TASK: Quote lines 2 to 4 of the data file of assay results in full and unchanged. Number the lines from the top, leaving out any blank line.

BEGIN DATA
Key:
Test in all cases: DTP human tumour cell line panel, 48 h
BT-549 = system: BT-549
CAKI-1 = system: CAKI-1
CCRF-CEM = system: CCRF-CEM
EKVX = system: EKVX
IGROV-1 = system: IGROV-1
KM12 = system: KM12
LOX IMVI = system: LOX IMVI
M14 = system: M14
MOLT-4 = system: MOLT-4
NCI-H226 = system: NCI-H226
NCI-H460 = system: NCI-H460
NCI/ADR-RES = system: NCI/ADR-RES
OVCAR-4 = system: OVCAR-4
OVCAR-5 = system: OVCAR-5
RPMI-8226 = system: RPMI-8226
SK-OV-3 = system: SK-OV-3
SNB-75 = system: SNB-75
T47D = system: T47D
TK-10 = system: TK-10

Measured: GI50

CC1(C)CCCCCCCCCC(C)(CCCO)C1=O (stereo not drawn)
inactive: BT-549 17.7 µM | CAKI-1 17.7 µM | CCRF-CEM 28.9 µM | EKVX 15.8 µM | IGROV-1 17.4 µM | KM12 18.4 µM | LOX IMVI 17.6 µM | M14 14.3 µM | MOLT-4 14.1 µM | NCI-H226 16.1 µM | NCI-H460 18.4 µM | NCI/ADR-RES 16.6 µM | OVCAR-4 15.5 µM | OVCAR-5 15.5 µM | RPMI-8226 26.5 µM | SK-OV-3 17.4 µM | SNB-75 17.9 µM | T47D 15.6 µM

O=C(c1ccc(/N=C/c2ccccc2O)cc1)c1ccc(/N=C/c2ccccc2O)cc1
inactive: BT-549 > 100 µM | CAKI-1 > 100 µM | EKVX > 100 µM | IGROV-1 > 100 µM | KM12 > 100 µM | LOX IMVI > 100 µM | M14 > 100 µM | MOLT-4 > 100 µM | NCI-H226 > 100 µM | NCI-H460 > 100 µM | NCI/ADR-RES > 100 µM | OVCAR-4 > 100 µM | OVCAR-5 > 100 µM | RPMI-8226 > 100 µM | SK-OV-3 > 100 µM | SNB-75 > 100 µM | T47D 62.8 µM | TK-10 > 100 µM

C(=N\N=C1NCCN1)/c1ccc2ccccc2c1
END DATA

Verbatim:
Test in all cases: DTP human tumour cell line panel, 48 h
BT-549 = system: BT-549
CAKI-1 = system: CAKI-1